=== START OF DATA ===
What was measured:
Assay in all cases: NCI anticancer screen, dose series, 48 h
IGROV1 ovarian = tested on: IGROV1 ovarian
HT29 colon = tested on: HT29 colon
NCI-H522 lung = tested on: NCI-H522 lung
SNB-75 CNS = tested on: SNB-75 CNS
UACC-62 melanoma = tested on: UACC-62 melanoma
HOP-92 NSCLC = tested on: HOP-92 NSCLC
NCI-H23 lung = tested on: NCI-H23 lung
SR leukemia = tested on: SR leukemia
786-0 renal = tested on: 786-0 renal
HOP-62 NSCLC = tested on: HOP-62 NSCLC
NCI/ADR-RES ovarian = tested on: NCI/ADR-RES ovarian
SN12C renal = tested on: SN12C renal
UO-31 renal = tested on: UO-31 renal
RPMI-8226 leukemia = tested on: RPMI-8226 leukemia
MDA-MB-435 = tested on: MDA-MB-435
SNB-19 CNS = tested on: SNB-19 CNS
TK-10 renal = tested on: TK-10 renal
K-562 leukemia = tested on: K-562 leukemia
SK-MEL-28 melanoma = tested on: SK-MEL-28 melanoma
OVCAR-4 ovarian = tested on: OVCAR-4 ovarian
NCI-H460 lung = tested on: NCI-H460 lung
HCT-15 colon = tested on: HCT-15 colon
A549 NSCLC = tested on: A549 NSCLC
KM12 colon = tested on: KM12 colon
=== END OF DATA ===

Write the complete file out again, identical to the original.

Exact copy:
What was measured:
Assay in all cases: NCI anticancer screen, dose series, 48 h
IGROV1 ovarian = tested on: IGROV1 ovarian
HT29 colon = tested on: HT29 colon
NCI-H522 lung = tested on: NCI-H522 lung
SNB-75 CNS = tested on: SNB-75 CNS
UACC-62 melanoma = tested on: UACC-62 melanoma
HOP-92 NSCLC = tested on: HOP-92 NSCLC
NCI-H23 lung = tested on: NCI-H23 lung
SR leukemia = tested on: SR leukemia
786-0 renal = tested on: 786-0 renal
HOP-62 NSCLC = tested on: HOP-62 NSCLC
NCI/ADR-RES ovarian = tested on: NCI/ADR-RES ovarian
SN12C renal = tested on: SN12C renal
UO-31 renal = tested on: UO-31 renal
RPMI-8226 leukemia = tested on: RPMI-8226 leukemia
MDA-MB-435 = tested on: MDA-MB-435
SNB-19 CNS = tested on: SNB-19 CNS
TK-10 renal = tested on: TK-10 renal
K-562 leukemia = tested on: K-562 leukemia
SK-MEL-28 melanoma = tested on: SK-MEL-28 melanoma
OVCAR-4 ovarian = tested on: OVCAR-4 ovarian
NCI-H460 lung = tested on: NCI-H460 lung
HCT-15 colon = tested on: HCT-15 colon
A549 NSCLC = tested on: A549 NSCLC
KM12 colon = tested on: KM12 colon